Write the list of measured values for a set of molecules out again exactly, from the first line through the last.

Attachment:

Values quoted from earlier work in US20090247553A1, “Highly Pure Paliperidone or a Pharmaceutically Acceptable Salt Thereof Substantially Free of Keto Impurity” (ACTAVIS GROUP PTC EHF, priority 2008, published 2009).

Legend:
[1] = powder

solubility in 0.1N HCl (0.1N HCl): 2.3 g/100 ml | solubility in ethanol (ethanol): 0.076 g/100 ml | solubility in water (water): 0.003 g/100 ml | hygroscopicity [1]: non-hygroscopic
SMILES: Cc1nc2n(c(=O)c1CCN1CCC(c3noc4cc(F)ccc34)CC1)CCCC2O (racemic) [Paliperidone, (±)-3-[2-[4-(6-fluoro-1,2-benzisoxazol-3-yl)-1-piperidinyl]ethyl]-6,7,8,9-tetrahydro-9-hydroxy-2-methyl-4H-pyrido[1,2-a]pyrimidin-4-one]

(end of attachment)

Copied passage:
Values quoted from earlier work in US20090247553A1, “Highly Pure Paliperidone or a Pharmaceutically Acceptable Salt Thereof Substantially Free of Keto Impurity” (ACTAVIS GROUP PTC EHF, priority 2008, published 2009).

Legend:
[1] = powder

solubility in 0.1N HCl (0.1N HCl): 2.3 g/100 ml | solubility in ethanol (ethanol): 0.076 g/100 ml | solubility in water (water): 0.003 g/100 ml | hygroscopicity [1]: non-hygroscopic
SMILES: Cc1nc2n(c(=O)c1CCN1CCC(c3noc4cc(F)ccc34)CC1)CCCC2O (racemic) [Paliperidone, (±)-3-[2-[4-(6-fluoro-1,2-benzisoxazol-3-yl)-1-piperidinyl]ethyl]-6,7,8,9-tetrahydro-9-hydroxy-2-methyl-4H-pyrido[1,2-a]pyrimidin-4-one]